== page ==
I started volunteering at a local animal shelter when I was 12. I had never known what happened to pets that were sick or what happened to the animals that didn’t get adopted. I learned quickly; the things I witnessed were inhumane and indelibly imprinted upon me.
That place was a living hell for the animals, filled with fear and anxiety. It was a small shelter and there was no room for holding dogs to assess them and find out what they needed. Many healthy and sick dogs, cats, kittens and bunnies died in fear in crowded gas chambers, some fighting to their deaths. I swore then that someday I would help animals in need. I didn’t know how, I just knew I had to make a difference. As a 12-year- old, I witnessed cruel practices that I will never forget, practices that are still happening today in shelters all around our “civilized” country.
Today, I am living my dream come true. I have worked with thousands of animals helping to give them a voice through animal communication and easing their pain with the energy in my hands.
I have helped dogs, cats, bunnies, horses, and myriad other critters in all stages of life. I have eased the burden of transition for dying animals, making it a peaceful passing with an abundance of love. I have nursed ailing animals back to health.
These days I continue to talk with animals all over the country, through long-distance communication. My dreams continue to develop as I continue to grow with them. I teach everyone I work with simple skills that help them to hear their animals’ inner voices. I teach them to support their four-legged family members by using the energy in their own hands. I have traveled all over the country teaching what I now call “CinergE,” my life’s work.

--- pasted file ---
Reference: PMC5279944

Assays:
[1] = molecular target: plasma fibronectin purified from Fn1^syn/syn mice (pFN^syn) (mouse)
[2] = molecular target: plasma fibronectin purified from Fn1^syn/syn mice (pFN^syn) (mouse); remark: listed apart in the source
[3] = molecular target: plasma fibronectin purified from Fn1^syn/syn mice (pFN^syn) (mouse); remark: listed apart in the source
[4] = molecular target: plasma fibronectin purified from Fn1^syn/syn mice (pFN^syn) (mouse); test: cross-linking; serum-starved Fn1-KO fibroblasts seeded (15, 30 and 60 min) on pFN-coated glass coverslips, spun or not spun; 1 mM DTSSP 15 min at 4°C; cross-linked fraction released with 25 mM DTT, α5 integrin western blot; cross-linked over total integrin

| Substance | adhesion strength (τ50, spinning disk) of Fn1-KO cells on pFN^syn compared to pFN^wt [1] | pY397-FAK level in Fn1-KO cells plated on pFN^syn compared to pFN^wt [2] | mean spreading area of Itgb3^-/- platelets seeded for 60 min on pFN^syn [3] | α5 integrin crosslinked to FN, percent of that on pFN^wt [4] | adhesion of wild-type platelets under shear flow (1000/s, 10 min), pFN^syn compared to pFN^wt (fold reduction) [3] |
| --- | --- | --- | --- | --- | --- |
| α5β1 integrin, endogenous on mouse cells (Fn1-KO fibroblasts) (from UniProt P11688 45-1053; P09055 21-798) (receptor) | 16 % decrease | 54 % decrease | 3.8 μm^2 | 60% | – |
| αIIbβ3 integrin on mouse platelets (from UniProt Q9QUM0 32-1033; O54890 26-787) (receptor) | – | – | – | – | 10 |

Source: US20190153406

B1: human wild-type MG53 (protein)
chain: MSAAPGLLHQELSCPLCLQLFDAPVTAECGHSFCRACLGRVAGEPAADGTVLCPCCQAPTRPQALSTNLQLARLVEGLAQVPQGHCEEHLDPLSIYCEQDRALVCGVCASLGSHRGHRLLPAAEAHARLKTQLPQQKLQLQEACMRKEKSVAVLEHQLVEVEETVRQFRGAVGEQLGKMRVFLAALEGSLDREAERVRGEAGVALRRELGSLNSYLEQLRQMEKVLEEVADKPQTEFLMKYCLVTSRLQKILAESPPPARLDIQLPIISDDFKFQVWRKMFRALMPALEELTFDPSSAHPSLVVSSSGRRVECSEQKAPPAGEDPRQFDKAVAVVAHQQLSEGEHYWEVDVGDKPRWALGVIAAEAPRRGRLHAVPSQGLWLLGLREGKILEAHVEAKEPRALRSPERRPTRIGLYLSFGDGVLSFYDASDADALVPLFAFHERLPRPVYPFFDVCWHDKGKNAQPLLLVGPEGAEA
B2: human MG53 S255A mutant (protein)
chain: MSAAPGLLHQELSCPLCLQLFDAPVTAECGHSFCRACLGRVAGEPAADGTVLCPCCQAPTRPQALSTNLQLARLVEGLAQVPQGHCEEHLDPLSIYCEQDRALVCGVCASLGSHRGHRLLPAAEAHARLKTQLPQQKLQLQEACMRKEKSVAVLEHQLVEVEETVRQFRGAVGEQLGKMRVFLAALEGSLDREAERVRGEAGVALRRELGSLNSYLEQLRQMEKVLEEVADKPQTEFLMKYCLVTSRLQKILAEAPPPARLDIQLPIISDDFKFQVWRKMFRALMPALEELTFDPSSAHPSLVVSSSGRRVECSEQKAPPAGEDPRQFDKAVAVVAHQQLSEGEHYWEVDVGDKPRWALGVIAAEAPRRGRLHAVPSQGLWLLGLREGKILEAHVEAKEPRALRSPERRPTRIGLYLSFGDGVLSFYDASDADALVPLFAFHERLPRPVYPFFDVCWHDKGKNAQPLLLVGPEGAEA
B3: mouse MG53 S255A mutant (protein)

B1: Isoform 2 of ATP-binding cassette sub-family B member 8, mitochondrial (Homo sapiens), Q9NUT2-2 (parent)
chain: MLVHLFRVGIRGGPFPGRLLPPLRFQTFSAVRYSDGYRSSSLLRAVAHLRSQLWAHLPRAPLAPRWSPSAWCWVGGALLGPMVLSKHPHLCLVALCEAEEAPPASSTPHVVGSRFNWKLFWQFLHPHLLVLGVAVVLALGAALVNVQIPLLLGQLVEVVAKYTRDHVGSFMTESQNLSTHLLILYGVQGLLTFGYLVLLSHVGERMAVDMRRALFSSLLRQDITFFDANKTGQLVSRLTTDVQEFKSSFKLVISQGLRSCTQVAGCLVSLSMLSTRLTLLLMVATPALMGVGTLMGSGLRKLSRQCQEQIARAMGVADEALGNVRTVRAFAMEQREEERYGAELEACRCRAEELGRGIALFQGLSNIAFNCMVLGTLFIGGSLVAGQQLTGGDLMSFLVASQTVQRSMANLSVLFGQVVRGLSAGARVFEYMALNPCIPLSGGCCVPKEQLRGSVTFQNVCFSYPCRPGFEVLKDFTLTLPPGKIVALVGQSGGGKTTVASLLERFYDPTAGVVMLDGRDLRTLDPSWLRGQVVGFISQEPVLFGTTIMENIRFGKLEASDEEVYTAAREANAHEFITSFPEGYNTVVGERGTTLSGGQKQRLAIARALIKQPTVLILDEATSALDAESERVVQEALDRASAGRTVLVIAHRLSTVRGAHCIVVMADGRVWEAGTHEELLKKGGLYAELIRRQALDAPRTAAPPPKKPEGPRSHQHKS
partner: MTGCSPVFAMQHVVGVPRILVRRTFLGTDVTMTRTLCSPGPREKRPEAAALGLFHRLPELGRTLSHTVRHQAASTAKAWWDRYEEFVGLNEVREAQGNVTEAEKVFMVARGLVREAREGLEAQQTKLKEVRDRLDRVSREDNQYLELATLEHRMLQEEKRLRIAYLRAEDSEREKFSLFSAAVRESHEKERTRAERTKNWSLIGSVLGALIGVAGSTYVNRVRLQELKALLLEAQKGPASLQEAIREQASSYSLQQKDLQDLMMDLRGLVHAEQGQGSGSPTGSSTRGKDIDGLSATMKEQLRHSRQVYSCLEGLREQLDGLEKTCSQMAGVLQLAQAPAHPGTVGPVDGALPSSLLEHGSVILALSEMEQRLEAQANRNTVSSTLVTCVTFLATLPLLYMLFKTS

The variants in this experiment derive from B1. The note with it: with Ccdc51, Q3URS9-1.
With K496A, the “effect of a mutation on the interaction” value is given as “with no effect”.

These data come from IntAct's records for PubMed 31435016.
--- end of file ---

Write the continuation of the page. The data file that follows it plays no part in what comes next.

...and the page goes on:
I am in the process of developing a CinergE program for animal shelters. I have seen so many animals transform, blossoming into the perfect pets after working with me. Each time this happens I give thanks for never giving up on my dreams. No matter what the popular opinion has been, I have persevered and continued on my somewhat unconventional path.
Recently I saw a little rescue dog that was afraid of life. I put my hands on him and tuned into his worries.
He was very frightened, but he didn’t resist or fight me. He shivered and stared up at me with concerned eyes.
Next we went for a confidence-building walk. He was terrified of being outside; it was chaotic and frightening for him. I sat down on the ground next to him and he told me that in his previous home he had never seen the light of day. He lived in a basement with many other fearful dogs with a single overhead light bulb. There were noises that scared him that could be heard through the floor above.
I reached over and he didn’t move. He looked at me with sad eyes and I let the energy flow. He snuggled up next to me. I assured him he was now safe. I called his family over to us and handed them his leash. The little dog was transformed and no longer afraid, now behaving like a regular well-adjusted dog. He even peed outside. He had never done this outside of his yard. Every time I got close to him he would jump up on my legs and give me a kiss. I taught his people how to continue to work with him and they were thrilled. Healing is a process for all of us, a reciprocal process – one that beautifully works both ways.
I will spend the rest of my life reaching out to people to help me make a difference in the lives of our animal family members, no matter how great or small. I made a promise to myself and I continue to keep it, 46 years later.
Learn more at CindyBrody.com